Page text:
Pricing of Central Bank Noncredit Services
There is growing consensus that the central bank should charge for its payment-related services and that these charges should cover marginal costs (in general, long-run marginal costs). Admittedly, the central bank will have difficulty applying this principle in practice, owing to overhead costs distributed over a large number of central bank services and the problem of allocating variable costs among joint products or services (see Miller, 1977).
Nevertheless, central banks performing clearing and transfer services, as well as other functions such as coin rolling or check sorting or confirmation, increasingly aim to charge prices that, at a minimum, cover the variable costs. Where feasible, full cost recovery is sought: the aim is to cover also the fixed costs, with a view to earning a rate of return on their investment in the payment services at least equivalent to competitive rates in private markets, after adjusting for risk. A basic reason is to promote efficiency by: (1) discouraging excessive use of the services provided by the central bank; (2) ensuring that the central bank does not, by implicit subsidization, create competitive advantage for itself even though it may not be the least-cost provider of a service; and (3) forcing the central bank to make socially efficient decisions about what to produce and how it will invest its own resources.
In reasoning about pricing, the central bank could, for instance, divide each service into its component parts (or routines) and price each component with the aid of certain standard guidelines or benchmarks (for example, standard processing times). This procedure works well in fixing the variable cost portion of the price. The fixed-cost portion could be fixed by procedures and formulas that could differ widely—using criteria related, for example, to time or space used up, the complexity of the decision making involved, or the cost of the necessary equipment to perform the service. Naturally, the central bank will typically aim to price using objective, quantifiable formulas. For RTGS or clearinghouse systems, there could also be an entry or access fee as relevant.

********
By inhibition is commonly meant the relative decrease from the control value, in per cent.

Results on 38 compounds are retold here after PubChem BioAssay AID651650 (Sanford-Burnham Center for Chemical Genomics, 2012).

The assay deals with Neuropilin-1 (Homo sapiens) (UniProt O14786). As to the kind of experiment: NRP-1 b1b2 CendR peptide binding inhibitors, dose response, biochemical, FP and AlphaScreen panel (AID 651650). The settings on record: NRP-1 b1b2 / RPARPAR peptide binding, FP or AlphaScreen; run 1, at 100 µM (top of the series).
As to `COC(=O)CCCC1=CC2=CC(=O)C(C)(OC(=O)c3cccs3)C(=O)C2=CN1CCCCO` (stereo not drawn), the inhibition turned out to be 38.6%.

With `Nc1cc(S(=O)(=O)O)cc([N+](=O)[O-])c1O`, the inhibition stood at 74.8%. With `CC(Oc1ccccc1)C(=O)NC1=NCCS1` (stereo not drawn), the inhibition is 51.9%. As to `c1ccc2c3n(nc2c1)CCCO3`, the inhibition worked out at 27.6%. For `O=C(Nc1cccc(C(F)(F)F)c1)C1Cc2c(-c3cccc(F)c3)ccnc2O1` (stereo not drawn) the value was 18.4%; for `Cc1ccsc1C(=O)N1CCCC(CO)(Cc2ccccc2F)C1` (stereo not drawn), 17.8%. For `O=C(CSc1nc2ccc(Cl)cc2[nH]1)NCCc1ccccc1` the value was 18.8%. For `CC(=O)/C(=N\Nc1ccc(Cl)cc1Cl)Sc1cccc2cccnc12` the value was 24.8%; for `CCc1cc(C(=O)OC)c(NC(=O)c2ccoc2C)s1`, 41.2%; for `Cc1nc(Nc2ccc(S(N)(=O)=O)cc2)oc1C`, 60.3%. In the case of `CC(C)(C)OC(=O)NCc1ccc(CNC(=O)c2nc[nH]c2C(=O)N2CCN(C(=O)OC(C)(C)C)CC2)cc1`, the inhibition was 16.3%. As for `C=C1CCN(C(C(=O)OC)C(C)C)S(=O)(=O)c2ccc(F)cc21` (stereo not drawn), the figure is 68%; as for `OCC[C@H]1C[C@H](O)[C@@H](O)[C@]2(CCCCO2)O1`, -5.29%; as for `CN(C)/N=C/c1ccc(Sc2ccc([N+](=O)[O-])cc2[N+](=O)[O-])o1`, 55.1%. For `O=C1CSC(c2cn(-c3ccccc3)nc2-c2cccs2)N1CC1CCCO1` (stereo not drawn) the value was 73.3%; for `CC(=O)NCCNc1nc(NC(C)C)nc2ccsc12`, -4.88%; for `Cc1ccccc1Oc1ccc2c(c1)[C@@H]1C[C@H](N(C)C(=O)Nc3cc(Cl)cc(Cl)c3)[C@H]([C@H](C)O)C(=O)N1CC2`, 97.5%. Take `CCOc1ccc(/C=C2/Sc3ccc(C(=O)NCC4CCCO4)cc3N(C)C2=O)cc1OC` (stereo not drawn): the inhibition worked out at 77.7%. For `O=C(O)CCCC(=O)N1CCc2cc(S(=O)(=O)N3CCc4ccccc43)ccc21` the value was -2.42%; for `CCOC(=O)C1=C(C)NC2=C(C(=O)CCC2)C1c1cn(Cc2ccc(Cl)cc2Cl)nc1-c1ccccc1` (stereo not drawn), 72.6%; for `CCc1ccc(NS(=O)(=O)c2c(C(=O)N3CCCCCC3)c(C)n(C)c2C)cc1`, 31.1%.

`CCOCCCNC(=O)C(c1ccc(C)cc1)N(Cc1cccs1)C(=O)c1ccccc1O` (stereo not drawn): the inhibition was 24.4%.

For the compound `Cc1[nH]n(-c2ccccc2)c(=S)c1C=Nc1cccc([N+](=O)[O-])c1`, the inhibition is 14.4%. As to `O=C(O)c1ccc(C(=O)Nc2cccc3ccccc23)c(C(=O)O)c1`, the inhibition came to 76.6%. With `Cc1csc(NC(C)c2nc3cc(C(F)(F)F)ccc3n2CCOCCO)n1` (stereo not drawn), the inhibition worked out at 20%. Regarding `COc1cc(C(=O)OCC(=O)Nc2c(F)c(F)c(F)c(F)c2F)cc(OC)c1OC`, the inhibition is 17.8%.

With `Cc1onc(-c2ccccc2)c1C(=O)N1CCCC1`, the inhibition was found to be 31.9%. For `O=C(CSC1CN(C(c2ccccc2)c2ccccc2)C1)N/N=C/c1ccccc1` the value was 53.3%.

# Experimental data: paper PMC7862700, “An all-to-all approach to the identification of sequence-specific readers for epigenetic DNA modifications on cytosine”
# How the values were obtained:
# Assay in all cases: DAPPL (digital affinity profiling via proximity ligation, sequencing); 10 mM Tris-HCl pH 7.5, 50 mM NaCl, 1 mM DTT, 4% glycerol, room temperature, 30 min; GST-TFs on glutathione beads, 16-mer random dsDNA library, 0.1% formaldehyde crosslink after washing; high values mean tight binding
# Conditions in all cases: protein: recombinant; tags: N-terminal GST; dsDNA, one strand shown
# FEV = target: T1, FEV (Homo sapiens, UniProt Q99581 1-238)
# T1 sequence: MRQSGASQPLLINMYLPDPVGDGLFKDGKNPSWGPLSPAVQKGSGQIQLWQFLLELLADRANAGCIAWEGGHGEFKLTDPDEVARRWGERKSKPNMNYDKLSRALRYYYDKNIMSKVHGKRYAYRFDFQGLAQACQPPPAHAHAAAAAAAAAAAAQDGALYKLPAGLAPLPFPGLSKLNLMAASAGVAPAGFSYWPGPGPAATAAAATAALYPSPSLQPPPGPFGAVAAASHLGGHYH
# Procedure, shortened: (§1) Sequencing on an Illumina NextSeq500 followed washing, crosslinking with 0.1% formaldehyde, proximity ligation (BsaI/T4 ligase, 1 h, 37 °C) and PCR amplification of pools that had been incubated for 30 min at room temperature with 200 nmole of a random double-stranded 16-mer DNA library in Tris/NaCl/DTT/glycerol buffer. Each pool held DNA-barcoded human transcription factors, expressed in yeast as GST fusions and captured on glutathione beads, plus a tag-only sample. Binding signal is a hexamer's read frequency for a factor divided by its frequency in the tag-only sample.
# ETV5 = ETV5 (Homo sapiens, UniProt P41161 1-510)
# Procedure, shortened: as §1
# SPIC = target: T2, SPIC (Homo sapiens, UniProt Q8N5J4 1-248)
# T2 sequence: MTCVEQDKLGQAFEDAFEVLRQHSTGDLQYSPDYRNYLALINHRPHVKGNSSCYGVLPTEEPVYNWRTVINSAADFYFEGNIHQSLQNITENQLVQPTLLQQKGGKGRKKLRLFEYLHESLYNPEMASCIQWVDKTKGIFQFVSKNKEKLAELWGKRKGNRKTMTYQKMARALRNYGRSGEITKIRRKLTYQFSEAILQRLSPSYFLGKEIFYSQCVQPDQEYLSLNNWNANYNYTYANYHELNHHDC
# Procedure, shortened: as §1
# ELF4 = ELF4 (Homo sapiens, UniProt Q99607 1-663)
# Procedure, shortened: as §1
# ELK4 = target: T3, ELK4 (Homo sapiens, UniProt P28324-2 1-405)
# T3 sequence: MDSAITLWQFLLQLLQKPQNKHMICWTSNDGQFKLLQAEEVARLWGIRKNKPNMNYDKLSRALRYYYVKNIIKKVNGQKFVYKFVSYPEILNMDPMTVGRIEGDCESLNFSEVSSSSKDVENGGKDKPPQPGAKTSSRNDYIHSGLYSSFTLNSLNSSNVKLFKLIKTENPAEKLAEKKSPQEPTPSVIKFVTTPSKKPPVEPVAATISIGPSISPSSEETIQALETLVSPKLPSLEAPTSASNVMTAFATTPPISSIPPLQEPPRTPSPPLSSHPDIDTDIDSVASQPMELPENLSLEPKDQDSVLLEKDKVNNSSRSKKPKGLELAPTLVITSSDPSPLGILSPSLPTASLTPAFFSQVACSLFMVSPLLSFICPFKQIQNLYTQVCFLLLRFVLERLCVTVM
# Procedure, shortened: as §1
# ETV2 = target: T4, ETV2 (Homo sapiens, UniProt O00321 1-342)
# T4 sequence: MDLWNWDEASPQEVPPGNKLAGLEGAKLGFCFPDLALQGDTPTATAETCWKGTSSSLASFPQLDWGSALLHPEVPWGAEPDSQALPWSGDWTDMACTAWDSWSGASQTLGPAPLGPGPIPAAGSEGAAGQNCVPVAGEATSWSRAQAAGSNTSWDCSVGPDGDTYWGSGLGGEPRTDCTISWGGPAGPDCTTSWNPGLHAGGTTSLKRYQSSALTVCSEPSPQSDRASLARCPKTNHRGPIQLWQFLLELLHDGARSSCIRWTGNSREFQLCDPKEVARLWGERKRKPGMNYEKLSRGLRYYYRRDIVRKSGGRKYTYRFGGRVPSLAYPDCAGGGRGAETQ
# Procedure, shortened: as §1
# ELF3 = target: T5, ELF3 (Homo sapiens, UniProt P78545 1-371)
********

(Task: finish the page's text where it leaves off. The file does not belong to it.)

Cost recovery has become enshrined in practice in some countries (for example, the United States and Germany). In the United States, the Monetary Control Act of 1980 requires the Federal Reserve to charge prices for its payment services to recover the full fixed, variable, and imputed costs of providing the services (especially services such as check processing, automated check clearing, and large-value funds transfer). Imputed costs—the so-called Private Sector Adjustment Factor—are based on an estimate of the taxes and cost of capital the Federal Reserve would incur were it a private firm (see Federal Reserve Bank of New York, 1995, p. 14). In Germany, until 1991 the Bundesbank charged only for special services associated with cashless payments (for example, the telegraphic execution of a credit transfer), but now it charges for all its payment services (see BIS, 1993b, pp. 151–200).
There is, nevertheless, the view that the central bank may price below cost to compensate banks for having to hold minimum reserves without interest compensation. The subsidy is then in lieu of interest on reserves. But this would seem a second-best approach when the first-best is available—namely, to pay interest on reserves and charge long-run marginal cost for payment services.
Suboptimal Structure of Payments in Market Equilibria